OKLAHOMA CITY – A Tulsa businessman who uses the words "BARKSTRONG" and "PURRSTRONG" on pet collars has sued the Lance Armstrong Foundation in a trademark dispute.
Chris Ohman, the founder of Animal Charity Collar Group Inc., filed his suit on April 30 in federal court in Tulsa. Ohman claimed the Armstrong Foundation — which has marketed popular yellow bracelets with the "LIVESTRONG" motto on them — is infringing on Ohman's intellectual property rights because it also sells pet collars with the "LIVESTRONG" motto.
Lance Armstrong, the seven-time Tour de France winner and cancer survivor, created the foundation and the bracelets to benefit cancer research.
The Armstrong Foundation filed a similar suit in federal court in Austin, Texas, last year, seeking unspecified damages. The foundation wanted Ohman to cease selling the animal collars, the sale of which benefits animal welfare groups in the Tulsa area. Ohman earlier had filed a counterclaim to that suit.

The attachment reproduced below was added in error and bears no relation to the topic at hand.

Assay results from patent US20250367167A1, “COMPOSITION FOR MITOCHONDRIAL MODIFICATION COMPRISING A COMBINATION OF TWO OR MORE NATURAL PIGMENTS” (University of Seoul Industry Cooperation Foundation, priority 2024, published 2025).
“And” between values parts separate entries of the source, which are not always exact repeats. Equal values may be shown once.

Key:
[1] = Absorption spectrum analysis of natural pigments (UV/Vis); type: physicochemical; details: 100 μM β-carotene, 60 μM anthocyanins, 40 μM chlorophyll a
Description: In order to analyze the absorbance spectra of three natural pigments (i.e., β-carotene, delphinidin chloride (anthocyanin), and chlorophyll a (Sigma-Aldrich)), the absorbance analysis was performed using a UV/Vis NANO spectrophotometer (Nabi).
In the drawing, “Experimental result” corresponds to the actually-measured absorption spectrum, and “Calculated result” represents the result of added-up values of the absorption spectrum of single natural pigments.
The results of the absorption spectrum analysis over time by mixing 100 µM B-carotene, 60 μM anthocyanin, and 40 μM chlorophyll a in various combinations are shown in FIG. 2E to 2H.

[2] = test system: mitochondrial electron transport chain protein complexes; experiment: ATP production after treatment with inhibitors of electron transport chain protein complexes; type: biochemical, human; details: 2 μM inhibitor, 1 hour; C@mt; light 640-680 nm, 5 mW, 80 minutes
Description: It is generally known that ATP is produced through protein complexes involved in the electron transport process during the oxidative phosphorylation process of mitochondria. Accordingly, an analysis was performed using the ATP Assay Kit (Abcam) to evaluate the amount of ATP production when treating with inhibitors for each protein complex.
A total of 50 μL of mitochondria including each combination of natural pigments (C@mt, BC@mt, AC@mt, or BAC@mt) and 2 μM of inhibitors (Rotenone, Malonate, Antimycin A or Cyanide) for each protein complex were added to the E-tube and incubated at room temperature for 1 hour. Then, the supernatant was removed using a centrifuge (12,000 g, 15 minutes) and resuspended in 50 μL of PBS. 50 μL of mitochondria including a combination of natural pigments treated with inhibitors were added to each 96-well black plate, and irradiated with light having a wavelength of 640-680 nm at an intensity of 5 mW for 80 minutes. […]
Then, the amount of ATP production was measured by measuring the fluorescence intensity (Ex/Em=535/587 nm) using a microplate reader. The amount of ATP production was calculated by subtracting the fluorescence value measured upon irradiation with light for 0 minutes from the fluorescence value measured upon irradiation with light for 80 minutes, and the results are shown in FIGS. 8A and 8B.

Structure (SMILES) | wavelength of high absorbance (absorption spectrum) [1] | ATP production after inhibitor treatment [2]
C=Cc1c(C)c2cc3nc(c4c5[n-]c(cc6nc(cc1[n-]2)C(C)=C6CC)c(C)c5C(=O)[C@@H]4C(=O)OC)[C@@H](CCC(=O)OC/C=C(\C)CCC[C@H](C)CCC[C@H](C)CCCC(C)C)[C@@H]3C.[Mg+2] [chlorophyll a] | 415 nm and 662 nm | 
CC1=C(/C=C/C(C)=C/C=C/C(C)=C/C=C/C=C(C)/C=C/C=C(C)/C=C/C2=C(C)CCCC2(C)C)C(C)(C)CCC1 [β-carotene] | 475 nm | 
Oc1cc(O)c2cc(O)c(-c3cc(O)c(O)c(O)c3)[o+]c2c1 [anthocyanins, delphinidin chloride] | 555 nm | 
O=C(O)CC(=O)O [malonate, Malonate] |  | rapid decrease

Ohman was awarded a patent for his pet collar in December, leading him to file his lawsuit.
"Once I was awarded a patent, I felt like I was in a much stronger position," Ohman said. "I gave them a variety of options. They elected to stonewall me, basically."
Armstrong Foundation spokeswoman Katherine McLane said that organization does not comment on pending litigation.
Ohman said his attempts to resolve the dispute have met with unreasonable demands from the Armstrong Foundation.
A Feb. 28 letter sent by the foundation's attorney, Eugene Pak, to Ohman demanded that Ohman give his intellectual property in BARKSTRONG to the foundation, drop his counterclaim and destroy his remaining inventory of the pet collars. The letter noted that Ohman likely could not afford legal fees associated with the case.
Ohman called those demands "almost like extortion." He said that if the foundation ignores his patent rights, "then I'm forced to protect myself."